The meeting ended at 1:10 p.m.

LegCo Secretariat
25 October 1996

* -- Other Commitments

Last Updated on 22 August 1998

LegCo Paper No. CB(2) 374/95-96
[These minutes have been seen
by the Administration]
Ref: CB2/PL/WS

LegCo Panel on Welfare Services

Minutes of Meeting held on Monday, 7 October 1996 at 12:00 noon in the Legislative Council Chamber

Members Present:

    Hon LI Wah-ming (Chairman)
    Hon CHEUNG Man-kwong
    Hon Zachary WONG Wai-yin
    Hon CHAN Yuen-han
    Hon LEE Kai-ming
    Dr Hon John TSE Wing-ling
    Non-Panel Members
    Hon CHAN Wing-chan
    Hon IP Kwok-him
    Hon LEUNG Yiu-chung
    Hon SIN Chung-kai

Members Absent:

    Hon David CHU Yu-lin (Deputy Chairman) *
    Hon Frederick FUNG Kin-kee *
    Hon Eric LI Ka-cheung, OBE, JP *
    Dr Hon YEUNG Sum *
    Hon James TIEN Pei-chun, OBE, JP *
    Hon LEE Cheuk-yan *
    Dr Hon LAW Chi-kwong *
    Hon MOK Ying-fan*

Public Officers Attending:

    Mrs Katherine FOK, OBE, JP
    Secretary for Health and Welfare
    Mr Andrew LEUNG, JP
    Director of Social Welfare
    Mrs Louise WONG, JP
    Deputy Director of Social Welfare

    Mrs Patricia CHU
    Deputy Director of Social Welfare

    Deputy Secretary for Health and Welfare
    Mr Augustine CHOI
    Commissioner for Rehabilitation
    Ms Lorna WONG
    Principal Assistant Secretary (Health and Welfare) Elderly Services

Clerk in Attendance:
    Ms Doris CHAN
    Chief Assistant Secretary (2)4

Staff in Attendance:

    Mrs Justina LAM Assistant Secretary General 2
    Mr Alfred CHAU Senior Assistant Secretary (2)4

I. Rescheduling of meeting

Members agreed that the next meeting scheduled for 28 October 1996 should be re-scheduled to 30 October 1996 at 8:30 a.m.

II.Briefing by the Secretary for Health and Welfare on the Governor’s Policy Address

The Chairman welcomed representatives of the Administration and asked Mrs Katherine FOK to brief the Panel on the Policy Address.

Mrs Katherine FOK highlighted the salient points of the following items in the Policy Address:

  1. Caring for the elderly;
  2. Meeting the needs of people with a disability;
  3. Helping children and young people at risk;
  4. Supporting the family;
  5. Providing social security; and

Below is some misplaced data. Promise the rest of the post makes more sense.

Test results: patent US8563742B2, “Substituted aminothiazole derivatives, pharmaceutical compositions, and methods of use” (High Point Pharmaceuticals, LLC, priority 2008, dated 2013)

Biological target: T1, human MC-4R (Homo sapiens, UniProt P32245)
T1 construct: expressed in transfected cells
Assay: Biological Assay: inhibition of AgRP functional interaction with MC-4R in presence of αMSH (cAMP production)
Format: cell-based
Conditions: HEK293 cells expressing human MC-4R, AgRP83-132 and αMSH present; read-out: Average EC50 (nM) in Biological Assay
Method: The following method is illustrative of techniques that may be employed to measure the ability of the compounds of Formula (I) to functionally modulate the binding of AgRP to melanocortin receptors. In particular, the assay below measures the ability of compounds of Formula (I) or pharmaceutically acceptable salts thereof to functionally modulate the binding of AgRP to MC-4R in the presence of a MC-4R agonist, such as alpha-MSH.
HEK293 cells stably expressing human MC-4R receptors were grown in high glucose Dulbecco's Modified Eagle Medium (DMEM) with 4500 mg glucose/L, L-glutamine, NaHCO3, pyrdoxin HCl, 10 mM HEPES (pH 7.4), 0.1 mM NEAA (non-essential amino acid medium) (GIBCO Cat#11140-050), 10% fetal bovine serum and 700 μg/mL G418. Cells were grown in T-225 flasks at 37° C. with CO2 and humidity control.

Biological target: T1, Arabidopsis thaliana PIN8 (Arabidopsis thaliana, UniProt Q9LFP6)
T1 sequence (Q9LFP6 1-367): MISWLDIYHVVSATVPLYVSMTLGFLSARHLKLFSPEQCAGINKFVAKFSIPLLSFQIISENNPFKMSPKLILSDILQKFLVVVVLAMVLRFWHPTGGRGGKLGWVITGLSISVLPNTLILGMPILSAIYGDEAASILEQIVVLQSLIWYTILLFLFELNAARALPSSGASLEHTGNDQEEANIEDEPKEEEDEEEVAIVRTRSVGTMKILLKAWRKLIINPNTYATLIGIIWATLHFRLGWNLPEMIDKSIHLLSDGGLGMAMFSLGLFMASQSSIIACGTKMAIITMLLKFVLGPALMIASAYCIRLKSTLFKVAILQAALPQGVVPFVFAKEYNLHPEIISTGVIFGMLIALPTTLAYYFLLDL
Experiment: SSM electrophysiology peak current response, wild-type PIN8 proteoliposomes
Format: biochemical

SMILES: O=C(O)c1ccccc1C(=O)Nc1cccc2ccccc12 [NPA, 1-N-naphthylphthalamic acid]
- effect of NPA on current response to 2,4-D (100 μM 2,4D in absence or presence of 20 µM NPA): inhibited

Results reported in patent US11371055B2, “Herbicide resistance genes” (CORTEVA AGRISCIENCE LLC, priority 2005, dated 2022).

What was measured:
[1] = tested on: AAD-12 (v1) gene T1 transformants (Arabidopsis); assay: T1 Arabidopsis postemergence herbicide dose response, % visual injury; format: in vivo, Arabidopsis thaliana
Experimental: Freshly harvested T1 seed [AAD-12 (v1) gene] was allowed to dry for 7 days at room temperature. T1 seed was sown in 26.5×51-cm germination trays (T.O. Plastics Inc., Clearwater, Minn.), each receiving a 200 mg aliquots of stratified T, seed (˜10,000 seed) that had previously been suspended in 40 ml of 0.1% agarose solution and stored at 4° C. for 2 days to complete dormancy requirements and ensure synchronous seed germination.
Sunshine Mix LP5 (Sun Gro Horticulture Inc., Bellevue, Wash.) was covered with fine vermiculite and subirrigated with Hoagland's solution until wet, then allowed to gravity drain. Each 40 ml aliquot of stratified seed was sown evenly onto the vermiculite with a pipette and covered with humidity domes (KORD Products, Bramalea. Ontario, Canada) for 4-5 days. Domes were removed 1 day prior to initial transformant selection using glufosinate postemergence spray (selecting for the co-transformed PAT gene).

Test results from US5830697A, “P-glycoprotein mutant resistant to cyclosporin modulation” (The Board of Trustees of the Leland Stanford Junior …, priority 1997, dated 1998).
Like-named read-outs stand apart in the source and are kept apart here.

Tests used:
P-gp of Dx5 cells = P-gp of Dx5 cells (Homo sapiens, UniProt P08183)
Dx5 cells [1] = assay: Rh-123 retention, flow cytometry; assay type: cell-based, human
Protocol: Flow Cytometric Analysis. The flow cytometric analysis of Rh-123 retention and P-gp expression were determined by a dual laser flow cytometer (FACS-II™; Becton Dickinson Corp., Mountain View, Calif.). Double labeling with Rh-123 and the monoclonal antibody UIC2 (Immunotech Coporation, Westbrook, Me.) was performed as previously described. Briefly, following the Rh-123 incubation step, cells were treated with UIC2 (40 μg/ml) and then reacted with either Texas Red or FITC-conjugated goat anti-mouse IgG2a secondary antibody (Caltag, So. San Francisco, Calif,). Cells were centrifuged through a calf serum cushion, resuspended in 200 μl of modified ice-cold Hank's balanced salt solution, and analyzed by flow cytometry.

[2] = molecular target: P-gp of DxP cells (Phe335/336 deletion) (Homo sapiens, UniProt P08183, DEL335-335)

6. Preparing for the transition.

Mrs FOK also informed members that reports on the following items would be made to the Panel:

  1. A concluding report from the Working Group on Allied Health Personnel;
  2. The development of a computerised, integrated waiting list for residential care services for the elderly;
  3. A progress report from the Working Group on Care for the Elderly; and
  4. A progress report on the support network for vulnerable elderly people.

III.Members’ questions

Supporting the family

Miss CHAN Yuen-han pointed out that in 1992 the Administration undertook to provide an additional 1200 day crèche places for children by 1997, but only 457 places were provided at the end of September 1996. It also pledged to provide an additional 5600 day nursery places 1997, but only 3095 places were available at the end of September 1996. She asked the Administration to explain why the targets were not met and how the targets would be achieved on time.

Mrs Patricia CHU pointed out that the Administration had reviewed the expansion of day crèche services in view of the declining utilization rate and had adjusted the target to 606 places by 1997. She explained that the declining utilization rate was due to low take-up rate of children and the fact that some service centres were located in old districts and there was a need for the reprovisioning of day crèches to newly developed areas. For day nursery places, the Administration encountered difficulties in securing suitable premises under the Purchase Programme although much effort was spent. The Administration would continue to try to find appropriate premises and hoped that the overall target could be met in 1997.